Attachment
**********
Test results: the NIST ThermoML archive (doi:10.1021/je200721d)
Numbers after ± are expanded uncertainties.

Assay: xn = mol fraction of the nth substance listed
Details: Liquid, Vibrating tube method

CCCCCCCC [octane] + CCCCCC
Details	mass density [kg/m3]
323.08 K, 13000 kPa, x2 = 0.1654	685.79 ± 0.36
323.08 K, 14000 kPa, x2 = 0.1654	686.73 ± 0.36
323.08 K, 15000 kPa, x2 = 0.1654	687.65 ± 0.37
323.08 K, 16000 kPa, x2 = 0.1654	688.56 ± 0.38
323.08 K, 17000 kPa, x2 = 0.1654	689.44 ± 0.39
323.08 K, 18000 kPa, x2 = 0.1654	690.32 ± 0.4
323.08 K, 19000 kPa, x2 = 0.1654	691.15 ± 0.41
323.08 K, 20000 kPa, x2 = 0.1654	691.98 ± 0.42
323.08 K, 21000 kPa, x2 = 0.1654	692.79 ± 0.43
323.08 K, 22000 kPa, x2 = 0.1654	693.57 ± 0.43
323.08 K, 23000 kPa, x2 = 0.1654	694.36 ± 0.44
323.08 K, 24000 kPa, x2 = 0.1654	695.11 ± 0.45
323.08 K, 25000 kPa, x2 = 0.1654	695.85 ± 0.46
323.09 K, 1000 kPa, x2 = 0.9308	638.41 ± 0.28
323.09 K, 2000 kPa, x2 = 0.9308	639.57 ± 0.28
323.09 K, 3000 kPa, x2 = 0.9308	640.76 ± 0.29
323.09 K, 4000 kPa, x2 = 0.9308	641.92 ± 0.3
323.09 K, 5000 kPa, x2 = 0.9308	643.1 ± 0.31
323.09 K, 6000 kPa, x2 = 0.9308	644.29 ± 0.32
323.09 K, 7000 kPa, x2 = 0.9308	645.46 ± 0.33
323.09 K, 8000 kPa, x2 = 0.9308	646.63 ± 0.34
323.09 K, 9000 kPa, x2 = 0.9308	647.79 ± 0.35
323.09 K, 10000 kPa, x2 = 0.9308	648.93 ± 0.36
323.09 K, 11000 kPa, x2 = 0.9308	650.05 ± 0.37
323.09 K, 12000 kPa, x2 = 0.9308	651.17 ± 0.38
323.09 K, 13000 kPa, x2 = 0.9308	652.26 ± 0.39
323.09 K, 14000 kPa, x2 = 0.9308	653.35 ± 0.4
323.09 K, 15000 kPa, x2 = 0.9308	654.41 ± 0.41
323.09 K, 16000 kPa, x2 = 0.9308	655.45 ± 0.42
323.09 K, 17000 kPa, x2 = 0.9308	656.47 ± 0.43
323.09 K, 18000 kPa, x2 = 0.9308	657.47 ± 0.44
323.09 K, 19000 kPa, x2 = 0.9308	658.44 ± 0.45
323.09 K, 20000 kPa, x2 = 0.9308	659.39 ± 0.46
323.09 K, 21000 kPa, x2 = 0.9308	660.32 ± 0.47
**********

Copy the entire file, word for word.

Test results: the NIST ThermoML archive (doi:10.1021/je200721d)
Numbers after ± are expanded uncertainties.

Assay: xn = mol fraction of the nth substance listed
Details: Liquid, Vibrating tube method

CCCCCCCC [octane] + CCCCCC
Details	mass density [kg/m3]
323.08 K, 13000 kPa, x2 = 0.1654	685.79 ± 0.36
323.08 K, 14000 kPa, x2 = 0.1654	686.73 ± 0.36
323.08 K, 15000 kPa, x2 = 0.1654	687.65 ± 0.37
323.08 K, 16000 kPa, x2 = 0.1654	688.56 ± 0.38
323.08 K, 17000 kPa, x2 = 0.1654	689.44 ± 0.39
323.08 K, 18000 kPa, x2 = 0.1654	690.32 ± 0.4
323.08 K, 19000 kPa, x2 = 0.1654	691.15 ± 0.41
323.08 K, 20000 kPa, x2 = 0.1654	691.98 ± 0.42
323.08 K, 21000 kPa, x2 = 0.1654	692.79 ± 0.43
323.08 K, 22000 kPa, x2 = 0.1654	693.57 ± 0.43
323.08 K, 23000 kPa, x2 = 0.1654	694.36 ± 0.44
323.08 K, 24000 kPa, x2 = 0.1654	695.11 ± 0.45
323.08 K, 25000 kPa, x2 = 0.1654	695.85 ± 0.46
323.09 K, 1000 kPa, x2 = 0.9308	638.41 ± 0.28
323.09 K, 2000 kPa, x2 = 0.9308	639.57 ± 0.28
323.09 K, 3000 kPa, x2 = 0.9308	640.76 ± 0.29
323.09 K, 4000 kPa, x2 = 0.9308	641.92 ± 0.3
323.09 K, 5000 kPa, x2 = 0.9308	643.1 ± 0.31
323.09 K, 6000 kPa, x2 = 0.9308	644.29 ± 0.32
323.09 K, 7000 kPa, x2 = 0.9308	645.46 ± 0.33
323.09 K, 8000 kPa, x2 = 0.9308	646.63 ± 0.34
323.09 K, 9000 kPa, x2 = 0.9308	647.79 ± 0.35
323.09 K, 10000 kPa, x2 = 0.9308	648.93 ± 0.36
323.09 K, 11000 kPa, x2 = 0.9308	650.05 ± 0.37
323.09 K, 12000 kPa, x2 = 0.9308	651.17 ± 0.38
323.09 K, 13000 kPa, x2 = 0.9308	652.26 ± 0.39
323.09 K, 14000 kPa, x2 = 0.9308	653.35 ± 0.4
323.09 K, 15000 kPa, x2 = 0.9308	654.41 ± 0.41
323.09 K, 16000 kPa, x2 = 0.9308	655.45 ± 0.42
323.09 K, 17000 kPa, x2 = 0.9308	656.47 ± 0.43
323.09 K, 18000 kPa, x2 = 0.9308	657.47 ± 0.44
323.09 K, 19000 kPa, x2 = 0.9308	658.44 ± 0.45
323.09 K, 20000 kPa, x2 = 0.9308	659.39 ± 0.46
323.09 K, 21000 kPa, x2 = 0.9308	660.32 ± 0.47